Recent market falls
Share markets fell last week with the Australian market experiencing one of its worst weeks since August 2011 (when people thought the EU would break up). Negative returns in any given period can happen in the share market with this week standing out for its severity. However, we also see historically shares have lost value in approximately 22 weeks out every 52 weeks since 1980. It is not a rare thing to see in the share market. Shares lost money because a rise in Covid-19 (a.k.a. coronavirus) cases outside of China saw investors sell out of shares and look to safer assets such as bonds or gold. This is because efforts to combat the virus will likely see travel, trade and business activity either slow or shut down temporarily. That would see weaker demand for goods and services, so business profits and wages are likelier to struggle in the short term.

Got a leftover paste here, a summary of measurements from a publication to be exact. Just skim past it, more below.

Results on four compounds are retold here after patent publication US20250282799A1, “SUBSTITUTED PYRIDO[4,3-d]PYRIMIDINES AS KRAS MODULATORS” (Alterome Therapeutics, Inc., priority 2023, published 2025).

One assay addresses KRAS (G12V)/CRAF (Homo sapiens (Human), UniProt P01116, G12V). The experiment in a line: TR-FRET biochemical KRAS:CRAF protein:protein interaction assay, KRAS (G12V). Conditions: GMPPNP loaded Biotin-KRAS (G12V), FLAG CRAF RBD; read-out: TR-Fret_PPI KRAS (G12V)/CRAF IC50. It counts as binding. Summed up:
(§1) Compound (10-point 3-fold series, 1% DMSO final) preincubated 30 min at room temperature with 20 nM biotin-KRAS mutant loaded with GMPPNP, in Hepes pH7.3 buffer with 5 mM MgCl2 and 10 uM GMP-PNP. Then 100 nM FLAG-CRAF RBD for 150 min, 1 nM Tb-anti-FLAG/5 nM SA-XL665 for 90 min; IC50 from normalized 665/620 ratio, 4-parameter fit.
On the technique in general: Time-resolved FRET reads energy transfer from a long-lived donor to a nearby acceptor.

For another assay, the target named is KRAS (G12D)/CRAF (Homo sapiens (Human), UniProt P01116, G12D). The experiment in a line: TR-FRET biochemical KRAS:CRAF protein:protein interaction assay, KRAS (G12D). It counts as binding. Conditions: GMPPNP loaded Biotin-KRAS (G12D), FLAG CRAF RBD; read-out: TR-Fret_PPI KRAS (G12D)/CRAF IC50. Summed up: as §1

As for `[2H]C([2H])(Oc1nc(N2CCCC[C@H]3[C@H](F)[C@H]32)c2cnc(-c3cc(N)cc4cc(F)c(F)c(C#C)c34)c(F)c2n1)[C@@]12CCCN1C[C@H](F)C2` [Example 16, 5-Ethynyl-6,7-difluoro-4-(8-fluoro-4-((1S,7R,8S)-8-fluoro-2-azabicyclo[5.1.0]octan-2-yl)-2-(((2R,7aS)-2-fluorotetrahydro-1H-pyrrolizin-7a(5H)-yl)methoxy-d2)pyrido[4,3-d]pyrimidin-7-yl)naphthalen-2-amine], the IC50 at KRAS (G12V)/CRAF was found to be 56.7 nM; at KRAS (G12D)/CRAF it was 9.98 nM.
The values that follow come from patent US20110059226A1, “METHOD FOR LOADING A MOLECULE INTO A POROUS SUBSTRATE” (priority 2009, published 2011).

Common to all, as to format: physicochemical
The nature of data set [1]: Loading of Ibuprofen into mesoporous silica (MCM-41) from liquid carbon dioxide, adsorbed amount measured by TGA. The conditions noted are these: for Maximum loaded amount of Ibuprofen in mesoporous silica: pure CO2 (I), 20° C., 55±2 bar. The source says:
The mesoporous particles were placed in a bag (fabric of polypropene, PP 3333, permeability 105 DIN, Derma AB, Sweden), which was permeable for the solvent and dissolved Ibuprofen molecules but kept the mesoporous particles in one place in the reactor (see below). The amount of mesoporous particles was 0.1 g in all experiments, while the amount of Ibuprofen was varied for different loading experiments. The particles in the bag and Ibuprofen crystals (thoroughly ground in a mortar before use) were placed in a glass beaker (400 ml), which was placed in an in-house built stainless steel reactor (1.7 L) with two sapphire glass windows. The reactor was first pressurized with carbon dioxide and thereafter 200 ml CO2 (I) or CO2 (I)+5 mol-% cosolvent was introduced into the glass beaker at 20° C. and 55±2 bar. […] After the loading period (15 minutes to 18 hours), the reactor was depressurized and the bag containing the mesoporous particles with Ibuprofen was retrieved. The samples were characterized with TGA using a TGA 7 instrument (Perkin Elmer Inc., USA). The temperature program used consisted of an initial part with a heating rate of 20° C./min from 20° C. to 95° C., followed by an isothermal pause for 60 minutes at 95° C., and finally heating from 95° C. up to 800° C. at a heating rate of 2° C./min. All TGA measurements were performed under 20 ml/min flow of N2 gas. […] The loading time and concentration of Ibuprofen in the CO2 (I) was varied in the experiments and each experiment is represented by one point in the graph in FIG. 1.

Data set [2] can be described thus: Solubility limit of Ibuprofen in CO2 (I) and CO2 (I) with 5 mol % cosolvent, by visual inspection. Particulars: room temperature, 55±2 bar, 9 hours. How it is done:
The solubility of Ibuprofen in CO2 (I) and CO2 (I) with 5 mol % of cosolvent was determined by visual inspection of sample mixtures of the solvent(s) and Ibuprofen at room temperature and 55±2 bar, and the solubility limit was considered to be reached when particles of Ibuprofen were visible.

Major movers in Global Markets (1 Jan – 28 Feb 2020)
Shares were not the only victims. The Australian dollar also continued to fall, down ~5.3% for the year against our major trading partners. Oil was another victim with an expected weaker economy meaning oil for planes and other transport e.g. trucks will attract less demand. As a result, we have seen oil prices fall substantially, year to date.
Ongoing monitoring and action
Key risk indicators such as volatility and credit spreads have shown mixed results. They are suggestive of business weakness in areas dependent on energy prices for example where some businesses will be facing difficult times.
One measure of risk for Australian equities is volatility. This tracks how much shares move around their average return. It tends to spike higher in periods of market stress such as this past month. Currently it is tracking at around 14.9%. For context we expect Australian shares to track at a higher level of 18.9% per our latest SAA review. This level is also below historic averages of around 16% i.e. you should not be surprised to experience periods like this from time to time.
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